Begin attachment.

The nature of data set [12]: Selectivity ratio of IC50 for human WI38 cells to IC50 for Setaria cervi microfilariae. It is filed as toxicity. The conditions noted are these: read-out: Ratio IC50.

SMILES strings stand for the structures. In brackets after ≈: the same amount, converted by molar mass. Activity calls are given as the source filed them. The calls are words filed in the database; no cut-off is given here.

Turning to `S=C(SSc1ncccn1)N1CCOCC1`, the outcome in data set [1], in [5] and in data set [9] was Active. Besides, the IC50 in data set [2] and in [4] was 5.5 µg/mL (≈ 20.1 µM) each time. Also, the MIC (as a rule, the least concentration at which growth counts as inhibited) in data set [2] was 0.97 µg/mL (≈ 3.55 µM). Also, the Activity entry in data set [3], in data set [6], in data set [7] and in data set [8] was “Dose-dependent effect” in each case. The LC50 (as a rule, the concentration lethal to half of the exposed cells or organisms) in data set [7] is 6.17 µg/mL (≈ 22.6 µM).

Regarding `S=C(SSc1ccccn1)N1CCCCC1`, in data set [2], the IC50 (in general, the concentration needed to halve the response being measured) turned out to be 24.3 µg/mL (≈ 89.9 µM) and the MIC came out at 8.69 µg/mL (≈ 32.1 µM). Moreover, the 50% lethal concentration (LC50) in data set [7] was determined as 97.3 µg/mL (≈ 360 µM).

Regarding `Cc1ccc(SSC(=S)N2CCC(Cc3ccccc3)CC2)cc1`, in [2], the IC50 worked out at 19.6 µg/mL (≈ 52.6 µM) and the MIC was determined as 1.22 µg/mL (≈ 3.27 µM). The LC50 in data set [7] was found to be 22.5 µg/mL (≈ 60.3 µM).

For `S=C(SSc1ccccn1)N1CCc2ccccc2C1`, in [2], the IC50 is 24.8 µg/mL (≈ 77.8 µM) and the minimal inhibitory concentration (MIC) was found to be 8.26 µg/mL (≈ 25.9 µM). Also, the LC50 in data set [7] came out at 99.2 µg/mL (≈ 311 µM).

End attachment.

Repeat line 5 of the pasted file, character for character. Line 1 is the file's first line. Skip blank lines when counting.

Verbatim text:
Regarding `Cc1ccc(SSC(=S)N2CCC(Cc3ccccc3)CC2)cc1`, in [2], the IC50 worked out at 19.6 µg/mL (≈ 52.6 µM) and the MIC was determined as 1.22 µg/mL (≈ 3.27 µM). The LC50 in data set [7] was found to be 22.5 µg/mL (≈ 60.3 µM).